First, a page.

No, don’t take that wrong. We are a business – we intend to make a profit (because it’s the only way a business can continue to stay in business). So, no, I’m not saying this is an altruistic, noble endeavor. However, unlike a lot of other newspapers who are owned by out-of-state companies, we aren’t pulling down profit margins that would be labeled obscene and money-grabbing by any reasonable measure.
    It’s always been our goal to operate in such a way that we return a fair profit to our shareholders and complete the trifecta, or as we say over and over and over around here – win-win-win. What’s that? What we do has to make sense for our customers, our employees and our company. If any one of those three don’t feel like they got a square deal, it’s not a model that holds up well against the test of time.
    That’s sort of been the problem for this industry for quite a while now. A lot of people think the Internet came along and next thing you know newspapers started going the way of T-Rex before the Jurassic movies came along – decaying in the ground. That’s just not the case. Daily newspaper circulation started declining in the 1950s and continued to slide down each decade since. 
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  • Tuesday, August 21, 2018 4:00 AM
    Have I mentioned how much I like our not-so-new digs? Working every day in the old Crawfordsville High School is a blast. It brings back memories from high school sporting events. It has character. At night and early mornings it’s quiet and lends itself to getting some work done.
    If you are familiar with the atrium-area where our office is, there’s a hallway that runs from my office to a restroom. As a basically cheap guy, I leave lights off to save some electricity (sorry, Phil Goode!). Even though it’s almost pitch-black back by the restroom, I’m certainly at the age where I travel that way often enough. Who needs lights?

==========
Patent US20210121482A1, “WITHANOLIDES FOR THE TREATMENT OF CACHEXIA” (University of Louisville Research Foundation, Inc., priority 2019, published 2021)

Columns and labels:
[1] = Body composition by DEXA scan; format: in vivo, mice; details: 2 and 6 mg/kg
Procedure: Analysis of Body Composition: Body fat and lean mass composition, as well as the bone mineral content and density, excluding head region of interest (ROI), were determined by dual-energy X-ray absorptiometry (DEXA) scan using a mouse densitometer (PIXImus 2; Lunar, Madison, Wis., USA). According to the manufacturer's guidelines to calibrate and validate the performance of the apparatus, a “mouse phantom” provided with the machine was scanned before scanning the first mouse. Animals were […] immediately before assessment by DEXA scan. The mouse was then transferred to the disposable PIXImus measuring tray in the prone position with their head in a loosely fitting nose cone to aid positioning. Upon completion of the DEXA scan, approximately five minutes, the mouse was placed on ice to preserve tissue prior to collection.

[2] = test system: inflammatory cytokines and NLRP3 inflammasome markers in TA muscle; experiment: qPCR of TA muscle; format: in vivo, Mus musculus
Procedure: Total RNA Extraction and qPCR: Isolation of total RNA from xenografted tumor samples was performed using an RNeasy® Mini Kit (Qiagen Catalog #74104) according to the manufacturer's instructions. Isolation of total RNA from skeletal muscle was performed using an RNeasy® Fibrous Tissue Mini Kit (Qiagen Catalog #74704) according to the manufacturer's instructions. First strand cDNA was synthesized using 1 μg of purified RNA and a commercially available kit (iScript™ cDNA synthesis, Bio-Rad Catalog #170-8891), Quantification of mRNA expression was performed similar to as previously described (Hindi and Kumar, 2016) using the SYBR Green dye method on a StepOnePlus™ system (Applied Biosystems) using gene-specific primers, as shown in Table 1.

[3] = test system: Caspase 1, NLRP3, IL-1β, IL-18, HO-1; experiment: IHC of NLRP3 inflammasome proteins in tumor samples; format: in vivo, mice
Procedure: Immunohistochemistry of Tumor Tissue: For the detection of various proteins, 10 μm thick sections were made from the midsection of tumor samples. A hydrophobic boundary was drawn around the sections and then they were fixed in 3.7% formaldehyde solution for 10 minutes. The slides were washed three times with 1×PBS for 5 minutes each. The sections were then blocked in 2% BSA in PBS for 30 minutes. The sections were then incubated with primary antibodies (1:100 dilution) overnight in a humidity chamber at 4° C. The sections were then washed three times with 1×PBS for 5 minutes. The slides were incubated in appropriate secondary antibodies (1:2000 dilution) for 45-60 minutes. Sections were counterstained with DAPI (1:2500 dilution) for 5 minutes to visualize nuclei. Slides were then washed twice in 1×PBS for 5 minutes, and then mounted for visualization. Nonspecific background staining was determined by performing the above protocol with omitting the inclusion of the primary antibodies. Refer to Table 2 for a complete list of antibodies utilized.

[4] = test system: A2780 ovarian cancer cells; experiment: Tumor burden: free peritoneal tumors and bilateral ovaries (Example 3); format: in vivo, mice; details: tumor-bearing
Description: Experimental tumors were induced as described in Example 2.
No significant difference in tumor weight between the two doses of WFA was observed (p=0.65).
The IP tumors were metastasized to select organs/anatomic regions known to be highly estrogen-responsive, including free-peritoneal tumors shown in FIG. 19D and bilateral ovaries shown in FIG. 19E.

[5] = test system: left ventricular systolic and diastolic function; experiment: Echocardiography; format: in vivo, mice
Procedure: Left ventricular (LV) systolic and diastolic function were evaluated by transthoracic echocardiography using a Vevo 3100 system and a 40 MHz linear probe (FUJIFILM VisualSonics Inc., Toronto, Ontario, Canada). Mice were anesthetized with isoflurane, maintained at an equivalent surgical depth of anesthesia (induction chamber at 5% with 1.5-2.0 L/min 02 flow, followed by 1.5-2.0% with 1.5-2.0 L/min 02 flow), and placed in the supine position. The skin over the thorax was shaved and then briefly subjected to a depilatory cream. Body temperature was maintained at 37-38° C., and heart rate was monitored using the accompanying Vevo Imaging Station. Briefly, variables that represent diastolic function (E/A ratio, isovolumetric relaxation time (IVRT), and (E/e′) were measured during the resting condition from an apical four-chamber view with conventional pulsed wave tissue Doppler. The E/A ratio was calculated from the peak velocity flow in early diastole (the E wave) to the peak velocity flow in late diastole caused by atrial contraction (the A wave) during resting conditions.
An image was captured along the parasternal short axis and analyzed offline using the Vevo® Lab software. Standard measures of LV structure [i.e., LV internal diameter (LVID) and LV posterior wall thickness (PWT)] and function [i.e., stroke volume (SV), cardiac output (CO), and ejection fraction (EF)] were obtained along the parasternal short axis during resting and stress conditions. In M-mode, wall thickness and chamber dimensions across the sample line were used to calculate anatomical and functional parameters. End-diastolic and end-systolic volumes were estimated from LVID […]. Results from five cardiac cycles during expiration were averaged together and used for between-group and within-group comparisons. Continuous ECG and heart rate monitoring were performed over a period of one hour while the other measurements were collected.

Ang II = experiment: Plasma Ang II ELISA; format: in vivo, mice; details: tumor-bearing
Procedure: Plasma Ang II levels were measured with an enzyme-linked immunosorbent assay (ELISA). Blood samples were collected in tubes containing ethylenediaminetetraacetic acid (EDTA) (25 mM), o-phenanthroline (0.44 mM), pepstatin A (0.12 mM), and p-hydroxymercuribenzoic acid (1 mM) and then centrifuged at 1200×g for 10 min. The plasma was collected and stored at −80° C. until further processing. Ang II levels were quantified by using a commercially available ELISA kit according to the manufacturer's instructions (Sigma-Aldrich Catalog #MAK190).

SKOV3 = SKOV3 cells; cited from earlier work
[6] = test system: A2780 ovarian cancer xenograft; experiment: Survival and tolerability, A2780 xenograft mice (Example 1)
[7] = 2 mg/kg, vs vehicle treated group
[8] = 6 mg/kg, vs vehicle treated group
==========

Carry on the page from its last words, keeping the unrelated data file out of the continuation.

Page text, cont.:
No need to go into more (ahem) detail, but some of my best ideas for these Tuesday dabblings come from some uninterrupted time spent . . . sitting. This Saturday morning I had a really great idea for a column (at least I thought it was), so I hurriedly wrapped up, started toweling off my hands and hurried back to my desk-
    In a dark hallway where I expected no one to be was the massive John Hammer. It’s not that it hasn’t happened before. In fact, it happens often enough you’d think I’d be more alert.
    “Sorry, Timmons,” the giant of a man mumbled. “Was looking for the restroom before I came to see you.”
    “Well for heaven’s sake, don’t let me slow you down,” I snapped, maybe a little too sarcastically.
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  • Tuesday, August 14, 2018 4:00 AM
    There is a twinkle in her eye.
    As a guy who dabbles in the written word, I’ve been lucky enough to meet a bunch of authors – all the way from ones who would give almost anything to sell a book to those who’ve sold millions.
    One thing many of them share is that twinkle. They are always thinking, always looking at things differently from the rest of us. You and I might see a book on baby names and not give it a second thought. They see that book as a resource for naming characters in stories they haven’t even imagined yet.
    The world, through their eyes, is one possibility after another.
    Talk to Stephanie Cain very long and you’ll see that twinkle.
    The local author and Visitor Services Coordinator at the Gen. Lew Wallace Study & Museum has more than a dozen titles to her credit, including her signature Storms in Amethir series. She recently released the second book in her series set in Indianapolis, Circle City Magic.
    Full disclosure. I’m a fan. A lot of what Stephanie writes isn’t my cup of tea. No, no, it has nothing to do with the writing. She’s got a way with words that makes it hard to understand why she isn’t on a best-seller list somewhere. It’s simply the genre she typically writes – epic fantasy – isn’t my favorite. However, her first Circle City book, as evinced by the name, takes place in my favorite city in the world. And growing up in the 1960s, I was a big fan of the supernatural TV show, Dark Shadows. So when I heard about Stephanie’s Shades of Circle City I bought it. A few hours later, I was hooked. 
    Her characters are believable, the storyline mixes ghosts and werewolves in a way that keeps you interested and her depictions of scenes around Indianapolis are dead on – no pun intended.
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  • Tuesday, August 7, 2018 4:00 AM
    Notes scribbled on the back of a 1992 Bill Clinton whistle-stop tour ticket from Burlington, N.C. . . .